An overcast day slipped in between a stretch of sultry temperatures that magically appeared one day on the heels of a drizzly start to the summer. It was a perfect day for a hike, bathed in the soothing dryness of cooler temperatures, the sun’s burning rays contained within downy clouds that shrouded the sky. My partner and I moved into the shadows of the woods and looked up at a set of wooden stairs woven amidst the trees. I was about to take my first hike in almost four years.
The Quarry Rock hike, as it is called, is located in the picturesque community of Deep Cove, a quaint neighborhood in North Vancouver home to vacationers, locals and a swelling number of tourists that come to kayak in the peaceful waters nestled beneath the lush mountains and test their stamina on the various trails that snake their way up the to the peaks. Classified as an “easy” hike, I looked forward to a pleasant level walk on the spongy earth of the forest floor, surrounded by massive trees with stories in their roots, the musical hum of bees, and chatter of the woodland creatures. Hidden somewhere in the deep foliage, deer snoozed away the afternoon dreaming of dusk, and bears prepared themselves for the coming fall, leaving their imprints in the soft mud of the trails. I came prepared with a sturdy pair of hiking shoes to hug my wobbly ankles and support tender knees, long cotton pants to protect my legs from the reaching arms of thorny branches and bug bites. Armed with bottles of water and light granola snacks, my partner and I set out beneath the soft cloud cover, grateful we would not be competing against the heat of the sun for this trek.
After a few tentative steps into the soft beauty of the forest I was faced with a flight of stairs going up – the first set of several leading to an elevation gain of 100 meters (328 feet). Easy hike? Are you kidding me? The last time I climbed a set of stairs for any length of time was on The Great Wall during a tour of China – for that once in a lifetime opportunity I dared myself to face that first step – I wasn’t about to let RA stop me. It’s been four years since that last climb. I’ve had time to condition, strengthen, learn how to manage life with RA, and prepare myself for this moment. If I could climb the Great Wall, I could conquer Quarry Rock for this one day.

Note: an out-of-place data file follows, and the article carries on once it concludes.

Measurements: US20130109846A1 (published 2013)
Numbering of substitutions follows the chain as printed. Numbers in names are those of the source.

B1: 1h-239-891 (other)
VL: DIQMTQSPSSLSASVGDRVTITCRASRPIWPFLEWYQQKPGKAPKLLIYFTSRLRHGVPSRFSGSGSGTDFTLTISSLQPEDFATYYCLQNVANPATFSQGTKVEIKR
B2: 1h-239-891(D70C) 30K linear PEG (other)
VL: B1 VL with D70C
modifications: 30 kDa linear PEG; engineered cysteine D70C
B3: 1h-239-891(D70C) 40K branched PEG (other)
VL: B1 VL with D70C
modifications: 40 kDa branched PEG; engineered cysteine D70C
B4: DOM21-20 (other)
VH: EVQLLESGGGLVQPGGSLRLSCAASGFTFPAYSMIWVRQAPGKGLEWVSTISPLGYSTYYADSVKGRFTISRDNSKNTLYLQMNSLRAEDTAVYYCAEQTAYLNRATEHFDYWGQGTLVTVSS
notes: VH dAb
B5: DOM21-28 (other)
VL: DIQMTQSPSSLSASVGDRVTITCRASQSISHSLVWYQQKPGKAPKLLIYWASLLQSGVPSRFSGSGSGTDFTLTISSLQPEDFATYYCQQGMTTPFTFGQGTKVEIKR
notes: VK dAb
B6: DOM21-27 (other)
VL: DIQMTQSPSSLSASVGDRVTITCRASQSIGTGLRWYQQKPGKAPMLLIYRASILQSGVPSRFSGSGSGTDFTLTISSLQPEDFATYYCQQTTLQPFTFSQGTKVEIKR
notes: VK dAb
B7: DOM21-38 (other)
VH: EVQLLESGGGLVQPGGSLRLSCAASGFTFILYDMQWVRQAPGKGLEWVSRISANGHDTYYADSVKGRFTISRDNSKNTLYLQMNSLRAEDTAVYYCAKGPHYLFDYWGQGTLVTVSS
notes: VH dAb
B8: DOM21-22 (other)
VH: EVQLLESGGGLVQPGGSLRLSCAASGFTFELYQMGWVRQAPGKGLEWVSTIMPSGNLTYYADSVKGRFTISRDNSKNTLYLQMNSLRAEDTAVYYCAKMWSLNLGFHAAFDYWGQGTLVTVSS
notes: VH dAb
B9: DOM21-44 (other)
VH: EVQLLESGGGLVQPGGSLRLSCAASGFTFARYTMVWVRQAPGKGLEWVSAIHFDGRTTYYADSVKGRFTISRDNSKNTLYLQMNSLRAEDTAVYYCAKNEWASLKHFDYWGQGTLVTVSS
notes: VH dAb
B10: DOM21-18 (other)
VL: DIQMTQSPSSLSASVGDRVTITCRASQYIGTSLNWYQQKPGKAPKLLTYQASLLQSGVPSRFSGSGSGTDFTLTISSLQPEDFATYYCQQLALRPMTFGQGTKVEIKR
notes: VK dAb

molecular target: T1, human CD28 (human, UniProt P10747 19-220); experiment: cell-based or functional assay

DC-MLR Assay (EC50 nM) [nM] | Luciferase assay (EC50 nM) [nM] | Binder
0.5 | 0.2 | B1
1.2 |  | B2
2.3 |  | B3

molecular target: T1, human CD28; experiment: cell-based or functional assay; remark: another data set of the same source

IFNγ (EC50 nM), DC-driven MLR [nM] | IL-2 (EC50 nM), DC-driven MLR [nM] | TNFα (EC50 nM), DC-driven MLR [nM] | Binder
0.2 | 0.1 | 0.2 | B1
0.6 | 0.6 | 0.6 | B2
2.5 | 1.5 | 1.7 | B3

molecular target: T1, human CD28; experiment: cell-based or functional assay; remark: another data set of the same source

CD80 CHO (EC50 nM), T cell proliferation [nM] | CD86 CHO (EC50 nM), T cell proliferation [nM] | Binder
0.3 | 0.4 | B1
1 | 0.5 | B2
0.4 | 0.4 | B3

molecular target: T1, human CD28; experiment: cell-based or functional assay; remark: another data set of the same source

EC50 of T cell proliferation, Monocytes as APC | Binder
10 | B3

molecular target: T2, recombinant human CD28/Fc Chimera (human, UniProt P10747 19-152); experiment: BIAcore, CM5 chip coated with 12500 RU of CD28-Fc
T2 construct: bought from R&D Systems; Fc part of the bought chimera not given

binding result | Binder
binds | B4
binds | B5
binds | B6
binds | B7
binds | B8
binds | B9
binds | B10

I took one step at a time, taking breaks on the small sections of level ground linking the flights of stairs to each other. I stopped and admired the wooden bridges curving over fertile gulleys and small canyons. I breathed in the heady scent of moss and saltwater. We stopped when we needed to – there was no timetable, no urgency to finish. I tread carefully, making sure to place my feet firmly on stable ground and took care not to trip on exposed roots – like drivers on a highway, we moved out of the fast lane, stepping aside to allow others to pass. Hikers, runners, families and dogs surged through the trails – some had come to connect with nature, some to test their stamina, some to appreciate life, some to conquer, some to take photos, some to exercise – and I had come for a little taste of all these things.
Two hours later, the trees stepped back and the narrow trail opened to welcome the sky and ocean. I stood on the rugged rock face looking out – eagles circled the sky above me, people moved liked tiny ants on the ground below me. A wave of vertigo engulfed me when I looked down reminding me how far I’d come. I was nowhere near the top but I had reached the summit of my world. A world that was sometimes malleable, bending with my body, sometimes unyielding and rigid; a world charged with beauty, dreams, determination, tragedy, happiness, potential, victories, failures, and survival. A world that offered me another chance to stand up in the face of RA, and proudly say “I did it”.